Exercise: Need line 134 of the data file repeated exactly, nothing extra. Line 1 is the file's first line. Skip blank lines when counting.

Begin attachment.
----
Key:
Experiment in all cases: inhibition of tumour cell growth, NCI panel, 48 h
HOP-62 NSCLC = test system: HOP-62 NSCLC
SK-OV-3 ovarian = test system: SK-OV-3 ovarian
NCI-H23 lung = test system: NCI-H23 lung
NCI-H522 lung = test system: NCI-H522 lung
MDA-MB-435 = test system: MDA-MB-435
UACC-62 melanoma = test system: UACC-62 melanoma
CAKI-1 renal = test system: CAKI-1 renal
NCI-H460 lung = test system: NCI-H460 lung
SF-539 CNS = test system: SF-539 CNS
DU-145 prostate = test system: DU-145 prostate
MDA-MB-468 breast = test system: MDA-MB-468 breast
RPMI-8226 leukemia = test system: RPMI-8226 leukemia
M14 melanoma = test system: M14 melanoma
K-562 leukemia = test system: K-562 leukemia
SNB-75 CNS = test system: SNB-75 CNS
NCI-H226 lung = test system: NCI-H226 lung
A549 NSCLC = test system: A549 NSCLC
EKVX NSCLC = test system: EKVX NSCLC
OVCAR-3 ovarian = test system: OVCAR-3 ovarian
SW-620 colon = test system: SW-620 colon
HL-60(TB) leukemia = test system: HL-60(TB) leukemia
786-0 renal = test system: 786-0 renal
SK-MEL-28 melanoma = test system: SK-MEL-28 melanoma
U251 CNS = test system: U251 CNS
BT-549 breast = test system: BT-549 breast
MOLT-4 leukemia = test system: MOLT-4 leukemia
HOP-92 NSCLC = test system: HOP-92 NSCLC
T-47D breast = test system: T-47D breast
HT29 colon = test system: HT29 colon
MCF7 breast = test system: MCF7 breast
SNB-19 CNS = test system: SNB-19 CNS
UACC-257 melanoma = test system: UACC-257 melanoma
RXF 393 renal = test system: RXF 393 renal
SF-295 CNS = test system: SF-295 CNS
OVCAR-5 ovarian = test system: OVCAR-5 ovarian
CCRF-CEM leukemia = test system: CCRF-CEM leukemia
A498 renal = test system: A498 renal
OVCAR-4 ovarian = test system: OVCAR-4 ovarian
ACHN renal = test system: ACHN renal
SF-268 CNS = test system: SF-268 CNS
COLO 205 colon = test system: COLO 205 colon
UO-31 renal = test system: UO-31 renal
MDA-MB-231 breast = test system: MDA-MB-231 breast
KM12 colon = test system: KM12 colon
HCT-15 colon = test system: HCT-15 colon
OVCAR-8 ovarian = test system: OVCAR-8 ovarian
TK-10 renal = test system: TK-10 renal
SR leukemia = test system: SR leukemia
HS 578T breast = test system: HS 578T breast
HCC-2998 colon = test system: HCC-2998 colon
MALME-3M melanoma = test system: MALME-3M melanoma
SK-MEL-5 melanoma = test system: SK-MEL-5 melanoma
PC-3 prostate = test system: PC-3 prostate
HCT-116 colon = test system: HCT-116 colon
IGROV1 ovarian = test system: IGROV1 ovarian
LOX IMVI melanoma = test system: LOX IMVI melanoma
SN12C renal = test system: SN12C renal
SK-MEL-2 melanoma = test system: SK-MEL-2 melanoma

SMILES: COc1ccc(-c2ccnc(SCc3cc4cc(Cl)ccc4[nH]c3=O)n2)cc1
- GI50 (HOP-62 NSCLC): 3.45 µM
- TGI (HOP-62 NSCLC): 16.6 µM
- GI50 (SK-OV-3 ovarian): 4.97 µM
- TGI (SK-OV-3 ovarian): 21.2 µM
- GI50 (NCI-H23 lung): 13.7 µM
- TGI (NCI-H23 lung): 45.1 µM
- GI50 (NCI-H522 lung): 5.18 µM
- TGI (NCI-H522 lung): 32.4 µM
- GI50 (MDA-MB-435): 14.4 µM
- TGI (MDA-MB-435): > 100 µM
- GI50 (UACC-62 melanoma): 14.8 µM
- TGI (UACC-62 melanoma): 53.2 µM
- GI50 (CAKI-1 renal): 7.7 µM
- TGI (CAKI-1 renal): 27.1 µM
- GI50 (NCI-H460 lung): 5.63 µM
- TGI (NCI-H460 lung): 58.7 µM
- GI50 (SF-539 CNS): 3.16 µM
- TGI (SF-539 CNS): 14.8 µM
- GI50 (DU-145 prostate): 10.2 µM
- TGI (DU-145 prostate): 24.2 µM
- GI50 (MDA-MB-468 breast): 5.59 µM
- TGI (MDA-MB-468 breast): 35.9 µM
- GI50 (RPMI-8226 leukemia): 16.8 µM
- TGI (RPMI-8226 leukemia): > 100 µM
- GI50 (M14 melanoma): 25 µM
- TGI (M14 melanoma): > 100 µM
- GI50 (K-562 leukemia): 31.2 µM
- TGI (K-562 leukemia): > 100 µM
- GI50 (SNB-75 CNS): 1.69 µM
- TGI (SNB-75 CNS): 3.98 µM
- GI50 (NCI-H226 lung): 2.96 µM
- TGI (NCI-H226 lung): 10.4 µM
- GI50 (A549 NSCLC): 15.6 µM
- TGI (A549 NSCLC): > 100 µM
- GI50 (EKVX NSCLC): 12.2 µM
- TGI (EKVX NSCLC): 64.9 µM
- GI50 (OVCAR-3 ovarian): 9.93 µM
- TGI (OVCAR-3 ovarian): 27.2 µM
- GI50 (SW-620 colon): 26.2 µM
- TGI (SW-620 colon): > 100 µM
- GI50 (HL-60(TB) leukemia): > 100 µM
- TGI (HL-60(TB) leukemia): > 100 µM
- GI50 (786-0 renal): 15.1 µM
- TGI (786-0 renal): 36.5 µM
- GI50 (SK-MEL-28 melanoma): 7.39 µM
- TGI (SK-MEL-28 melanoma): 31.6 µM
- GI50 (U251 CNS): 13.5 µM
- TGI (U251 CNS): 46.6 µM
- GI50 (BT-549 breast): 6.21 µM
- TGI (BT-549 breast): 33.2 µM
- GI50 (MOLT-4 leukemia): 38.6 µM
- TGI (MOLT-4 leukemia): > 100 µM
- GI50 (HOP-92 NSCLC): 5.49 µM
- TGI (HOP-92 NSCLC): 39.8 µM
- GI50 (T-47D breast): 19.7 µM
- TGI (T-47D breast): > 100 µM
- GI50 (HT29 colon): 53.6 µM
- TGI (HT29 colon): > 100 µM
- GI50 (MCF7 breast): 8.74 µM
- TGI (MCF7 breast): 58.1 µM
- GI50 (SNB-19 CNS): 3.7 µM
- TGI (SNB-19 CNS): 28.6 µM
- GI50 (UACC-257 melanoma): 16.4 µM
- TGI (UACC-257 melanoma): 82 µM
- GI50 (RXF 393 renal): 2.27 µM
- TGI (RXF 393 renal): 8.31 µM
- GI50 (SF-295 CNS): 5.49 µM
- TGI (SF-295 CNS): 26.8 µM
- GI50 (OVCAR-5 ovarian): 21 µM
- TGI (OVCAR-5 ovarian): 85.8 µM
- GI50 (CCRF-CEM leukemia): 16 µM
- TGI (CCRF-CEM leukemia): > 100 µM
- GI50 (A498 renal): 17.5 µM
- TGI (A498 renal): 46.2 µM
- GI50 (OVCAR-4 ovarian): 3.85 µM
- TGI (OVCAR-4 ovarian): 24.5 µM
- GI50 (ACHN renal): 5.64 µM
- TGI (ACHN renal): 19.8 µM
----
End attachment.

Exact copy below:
- GI50 (A498 renal): 17.5 µM